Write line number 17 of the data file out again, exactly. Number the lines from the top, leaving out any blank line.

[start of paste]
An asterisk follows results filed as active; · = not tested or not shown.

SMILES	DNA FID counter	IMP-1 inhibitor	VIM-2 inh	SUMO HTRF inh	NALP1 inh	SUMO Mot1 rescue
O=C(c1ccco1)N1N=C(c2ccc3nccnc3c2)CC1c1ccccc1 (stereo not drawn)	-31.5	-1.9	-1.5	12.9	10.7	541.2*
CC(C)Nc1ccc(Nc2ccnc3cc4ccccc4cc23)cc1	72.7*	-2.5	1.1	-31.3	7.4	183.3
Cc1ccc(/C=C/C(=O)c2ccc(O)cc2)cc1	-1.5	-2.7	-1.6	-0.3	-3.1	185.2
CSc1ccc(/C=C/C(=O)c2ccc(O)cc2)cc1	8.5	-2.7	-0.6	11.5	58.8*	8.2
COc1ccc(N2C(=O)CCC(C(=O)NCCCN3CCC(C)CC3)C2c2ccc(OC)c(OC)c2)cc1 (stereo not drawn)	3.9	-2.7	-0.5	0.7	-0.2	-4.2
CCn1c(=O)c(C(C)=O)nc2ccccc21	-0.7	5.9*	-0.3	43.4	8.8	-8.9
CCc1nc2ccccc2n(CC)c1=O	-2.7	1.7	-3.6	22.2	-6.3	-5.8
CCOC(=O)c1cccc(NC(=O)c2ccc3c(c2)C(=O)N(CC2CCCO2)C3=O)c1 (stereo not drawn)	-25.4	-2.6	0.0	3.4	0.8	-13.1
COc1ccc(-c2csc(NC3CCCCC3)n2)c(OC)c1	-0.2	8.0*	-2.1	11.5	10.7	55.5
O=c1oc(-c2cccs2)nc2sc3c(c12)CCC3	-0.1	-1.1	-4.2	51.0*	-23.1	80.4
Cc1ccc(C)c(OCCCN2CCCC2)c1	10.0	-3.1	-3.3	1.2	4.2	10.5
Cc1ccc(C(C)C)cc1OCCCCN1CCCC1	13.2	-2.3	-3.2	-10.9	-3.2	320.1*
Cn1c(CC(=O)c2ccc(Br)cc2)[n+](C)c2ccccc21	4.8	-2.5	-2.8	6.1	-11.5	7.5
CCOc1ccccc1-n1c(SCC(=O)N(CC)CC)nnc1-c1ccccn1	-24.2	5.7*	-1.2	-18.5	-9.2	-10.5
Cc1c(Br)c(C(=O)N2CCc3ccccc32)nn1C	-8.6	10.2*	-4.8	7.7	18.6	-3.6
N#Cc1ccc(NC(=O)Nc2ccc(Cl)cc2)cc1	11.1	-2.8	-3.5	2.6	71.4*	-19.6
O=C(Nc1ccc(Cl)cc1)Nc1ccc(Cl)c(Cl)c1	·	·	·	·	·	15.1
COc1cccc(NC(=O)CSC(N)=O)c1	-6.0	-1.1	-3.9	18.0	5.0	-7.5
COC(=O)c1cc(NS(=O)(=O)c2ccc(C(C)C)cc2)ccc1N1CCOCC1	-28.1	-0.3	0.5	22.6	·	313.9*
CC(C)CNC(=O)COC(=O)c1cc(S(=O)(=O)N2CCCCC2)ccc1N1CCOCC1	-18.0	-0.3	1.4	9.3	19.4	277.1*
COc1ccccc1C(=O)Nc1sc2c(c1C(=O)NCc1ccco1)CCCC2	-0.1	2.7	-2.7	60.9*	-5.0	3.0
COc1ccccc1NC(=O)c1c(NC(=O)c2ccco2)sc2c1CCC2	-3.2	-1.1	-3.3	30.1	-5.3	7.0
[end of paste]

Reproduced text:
Cc1c(Br)c(C(=O)N2CCc3ccccc32)nn1C	-8.6	10.2*	-4.8	7.7	18.6	-3.6